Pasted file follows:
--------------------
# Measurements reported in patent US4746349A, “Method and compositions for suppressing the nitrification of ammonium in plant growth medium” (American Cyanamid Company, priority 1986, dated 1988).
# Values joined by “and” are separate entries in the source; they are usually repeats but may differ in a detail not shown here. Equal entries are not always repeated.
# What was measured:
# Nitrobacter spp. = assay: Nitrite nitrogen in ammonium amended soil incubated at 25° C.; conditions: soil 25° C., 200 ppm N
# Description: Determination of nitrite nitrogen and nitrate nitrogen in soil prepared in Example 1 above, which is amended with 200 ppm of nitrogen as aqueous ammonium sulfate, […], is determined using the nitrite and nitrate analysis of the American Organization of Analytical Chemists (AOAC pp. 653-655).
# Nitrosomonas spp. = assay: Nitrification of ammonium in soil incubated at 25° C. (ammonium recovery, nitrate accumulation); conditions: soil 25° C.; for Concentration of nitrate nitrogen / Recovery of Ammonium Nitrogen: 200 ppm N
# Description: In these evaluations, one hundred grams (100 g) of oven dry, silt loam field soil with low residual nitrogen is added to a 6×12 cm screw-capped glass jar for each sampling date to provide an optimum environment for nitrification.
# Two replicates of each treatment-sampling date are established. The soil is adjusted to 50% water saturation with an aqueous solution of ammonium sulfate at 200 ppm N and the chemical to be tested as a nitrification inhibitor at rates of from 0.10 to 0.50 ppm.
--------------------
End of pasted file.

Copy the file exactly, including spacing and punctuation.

# Measurements reported in patent US4746349A, “Method and compositions for suppressing the nitrification of ammonium in plant growth medium” (American Cyanamid Company, priority 1986, dated 1988).
# Values joined by “and” are separate entries in the source; they are usually repeats but may differ in a detail not shown here. Equal entries are not always repeated.
# What was measured:
# Nitrobacter spp. = assay: Nitrite nitrogen in ammonium amended soil incubated at 25° C.; conditions: soil 25° C., 200 ppm N
# Description: Determination of nitrite nitrogen and nitrate nitrogen in soil prepared in Example 1 above, which is amended with 200 ppm of nitrogen as aqueous ammonium sulfate, […], is determined using the nitrite and nitrate analysis of the American Organization of Analytical Chemists (AOAC pp. 653-655).
# Nitrosomonas spp. = assay: Nitrification of ammonium in soil incubated at 25° C. (ammonium recovery, nitrate accumulation); conditions: soil 25° C.; for Concentration of nitrate nitrogen / Recovery of Ammonium Nitrogen: 200 ppm N
# Description: In these evaluations, one hundred grams (100 g) of oven dry, silt loam field soil with low residual nitrogen is added to a 6×12 cm screw-capped glass jar for each sampling date to provide an optimum environment for nitrification.
# Two replicates of each treatment-sampling date are established. The soil is adjusted to 50% water saturation with an aqueous solution of ammonium sulfate at 200 ppm N and the chemical to be tested as a nitrification inhibitor at rates of from 0.10 to 0.50 ppm.